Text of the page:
Whenever I hear people argue that children should not be vaccinated, I think about airbags. This is how Wikipedia describes airbags:
An airbag is a vehicle safety device. It is an occupant restraint system consisting of a flexible fabric envelope or cushion designed to inflate rapidly during an automobile collision. Its purpose is to cushion occupants during a crash and provide protection to their bodies when they strike interior objects such as the steering wheel or a window.
Now, that seems like a pretty good idea, right? But here’s the thing. I went to this other site called howstuffworks and it has an article called How Airbags Work. You can read the whole article here. But here are some key points:
The sensor is the device that tells the bag to inflate. Inflation happens when there is a collision force equal to running into a brick wall at 10 to 15 miles per hour
The airbag’s inflation system reacts sodium azide (NaN3) with potassium nitrate (KNO3) to produce nitrogen gas. Hot blasts of the nitrogen inflate the airbag.
Well, I’m not a chemist so I should probably look those chemicals up.
The inflation system is not unlike a solid rocket booster. The airbag system ignites a solid propellant, which burns extremely rapidly to create a large volume of gas to inflate the bag. The bag then literally bursts from its storage site at up to 200 mph
Are you kidding me? So now I’m a little nervous. Because I started out going 10 to 15 mph and now I have a rocket going 200 mph going off in my face?
Let’s look up those chemicals. The first one was sodium azide. I know sodium is salt. And too much sodium isn’t good for you. For more about the dangers of too much sodium read this from the American Heart Association.
I’m not sure what azide is. I’m pretty sure it’s the little Indian guy from Parks and Recreations. (Edit: it’s not. That’s Aziz Ansari and it’s a common mistake.)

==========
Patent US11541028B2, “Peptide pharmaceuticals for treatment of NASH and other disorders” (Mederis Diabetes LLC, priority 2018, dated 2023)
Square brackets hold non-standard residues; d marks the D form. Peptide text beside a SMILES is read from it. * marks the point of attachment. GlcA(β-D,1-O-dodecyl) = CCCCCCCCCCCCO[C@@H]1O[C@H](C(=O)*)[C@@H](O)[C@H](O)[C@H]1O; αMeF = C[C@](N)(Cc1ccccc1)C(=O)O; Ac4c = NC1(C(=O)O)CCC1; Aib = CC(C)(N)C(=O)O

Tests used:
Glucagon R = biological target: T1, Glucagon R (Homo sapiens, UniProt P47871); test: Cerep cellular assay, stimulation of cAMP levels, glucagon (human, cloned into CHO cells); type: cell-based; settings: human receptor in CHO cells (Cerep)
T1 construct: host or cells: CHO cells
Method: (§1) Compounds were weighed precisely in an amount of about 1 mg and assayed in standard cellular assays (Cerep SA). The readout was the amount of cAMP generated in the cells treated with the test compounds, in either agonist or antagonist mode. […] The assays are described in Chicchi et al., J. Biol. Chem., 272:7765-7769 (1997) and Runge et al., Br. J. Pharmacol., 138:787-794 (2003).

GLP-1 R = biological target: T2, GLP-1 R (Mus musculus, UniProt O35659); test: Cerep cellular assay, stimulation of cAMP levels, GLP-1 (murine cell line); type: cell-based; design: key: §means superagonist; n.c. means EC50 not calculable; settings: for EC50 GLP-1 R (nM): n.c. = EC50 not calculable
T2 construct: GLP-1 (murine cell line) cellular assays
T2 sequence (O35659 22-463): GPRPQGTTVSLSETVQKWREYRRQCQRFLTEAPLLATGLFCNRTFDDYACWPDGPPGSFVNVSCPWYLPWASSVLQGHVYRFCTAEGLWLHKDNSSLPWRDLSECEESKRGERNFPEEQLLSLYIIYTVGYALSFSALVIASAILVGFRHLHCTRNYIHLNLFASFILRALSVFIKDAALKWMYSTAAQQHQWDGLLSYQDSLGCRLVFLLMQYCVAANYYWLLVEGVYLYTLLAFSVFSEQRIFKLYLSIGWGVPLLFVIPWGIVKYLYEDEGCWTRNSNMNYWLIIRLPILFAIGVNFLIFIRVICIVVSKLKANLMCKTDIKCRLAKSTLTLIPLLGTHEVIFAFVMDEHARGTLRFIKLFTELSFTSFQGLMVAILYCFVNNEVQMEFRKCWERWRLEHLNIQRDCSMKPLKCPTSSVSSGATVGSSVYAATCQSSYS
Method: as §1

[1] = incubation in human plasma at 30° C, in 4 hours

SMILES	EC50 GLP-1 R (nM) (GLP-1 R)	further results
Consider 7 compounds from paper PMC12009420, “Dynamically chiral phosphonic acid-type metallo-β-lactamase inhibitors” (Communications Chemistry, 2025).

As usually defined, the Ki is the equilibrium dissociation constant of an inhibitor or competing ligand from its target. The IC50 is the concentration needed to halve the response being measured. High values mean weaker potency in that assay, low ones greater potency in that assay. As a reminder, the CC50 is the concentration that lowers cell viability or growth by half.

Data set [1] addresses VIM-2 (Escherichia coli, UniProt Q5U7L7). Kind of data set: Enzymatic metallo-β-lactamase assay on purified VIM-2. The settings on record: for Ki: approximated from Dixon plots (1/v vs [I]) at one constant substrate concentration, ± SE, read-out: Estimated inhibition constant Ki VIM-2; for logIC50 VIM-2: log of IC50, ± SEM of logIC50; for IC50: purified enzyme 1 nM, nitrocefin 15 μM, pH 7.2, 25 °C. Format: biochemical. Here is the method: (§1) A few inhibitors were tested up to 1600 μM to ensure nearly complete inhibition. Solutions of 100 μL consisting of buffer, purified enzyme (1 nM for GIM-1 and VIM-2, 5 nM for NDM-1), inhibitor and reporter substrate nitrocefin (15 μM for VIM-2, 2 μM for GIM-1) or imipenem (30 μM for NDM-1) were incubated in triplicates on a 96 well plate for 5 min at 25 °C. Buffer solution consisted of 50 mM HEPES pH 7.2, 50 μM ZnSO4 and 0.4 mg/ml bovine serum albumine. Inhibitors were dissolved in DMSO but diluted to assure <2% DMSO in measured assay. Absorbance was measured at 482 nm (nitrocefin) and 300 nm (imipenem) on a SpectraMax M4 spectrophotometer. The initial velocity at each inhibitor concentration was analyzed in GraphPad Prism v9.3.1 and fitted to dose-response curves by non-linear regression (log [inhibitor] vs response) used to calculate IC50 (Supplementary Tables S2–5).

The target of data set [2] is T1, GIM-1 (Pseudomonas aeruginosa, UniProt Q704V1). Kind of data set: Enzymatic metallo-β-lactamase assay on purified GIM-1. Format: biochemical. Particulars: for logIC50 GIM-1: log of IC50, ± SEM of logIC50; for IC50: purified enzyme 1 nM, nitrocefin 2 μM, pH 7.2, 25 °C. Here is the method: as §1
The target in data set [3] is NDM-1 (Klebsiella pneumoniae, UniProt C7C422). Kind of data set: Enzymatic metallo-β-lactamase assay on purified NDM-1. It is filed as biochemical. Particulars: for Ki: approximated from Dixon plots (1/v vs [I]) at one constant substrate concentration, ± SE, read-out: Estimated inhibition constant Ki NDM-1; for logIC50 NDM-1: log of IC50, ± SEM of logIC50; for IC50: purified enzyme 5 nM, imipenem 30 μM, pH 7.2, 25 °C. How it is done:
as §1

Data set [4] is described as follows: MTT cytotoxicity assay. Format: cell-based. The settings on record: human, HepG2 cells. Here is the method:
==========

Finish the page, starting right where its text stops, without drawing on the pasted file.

Here’s what the Centers For Disease Control and Prevention has to say about Sodium Azide.
Sodium azide is a rapidly acting, potentially deadly chemical that exists as an odorless white solid.
When it is mixed with water or an acid, sodium azide changes rapidly to a toxic gas with a pungent (sharp) odor. It also changes into a toxic gas (hydrazoic acid) when it comes in contact with solid metals (for example, when it is poured into a drain pipe containing lead or copper).
The odor of the gas may not be sharp enough, however, to give people sufficient warning of the danger.
Are you kidding me? Well at least there’s no chance of it coming in contact with solid metals in my car, which is made out of… solid metal. Well what about the other chemical. Potassium nitrate. I know potassium is in bananas. And potassium is definitely good for you. Listen to what Web MD says about potassium:
Potassium exists in abundance in soil and seawater. A healthy amount of potassium is essential to all plant and animal life. A critical electrolyte, potassium allows our muscles to move, our nerves to fire, and our kidneys to filter blood. The right balance of potassium literally allows the heart to beat.
I made that end part bold. But I mean, come on, how great is that? Although nitrates aren’t good for you, right? Isn’t that one of the things in bacon that’s bad for you? Yes. Look at the information I found on healthychild.org
Nitrates are a normal part of the diet, but excessive levels can cause problems, especially for kids who pound for pound take in more than adults do. They have been linked to diseases like leukemia, non-Hodgkin lymphoma, and ovarian, colon, rectal, bladder, stomach, esophageal, pancreatic, and thyroid cancer.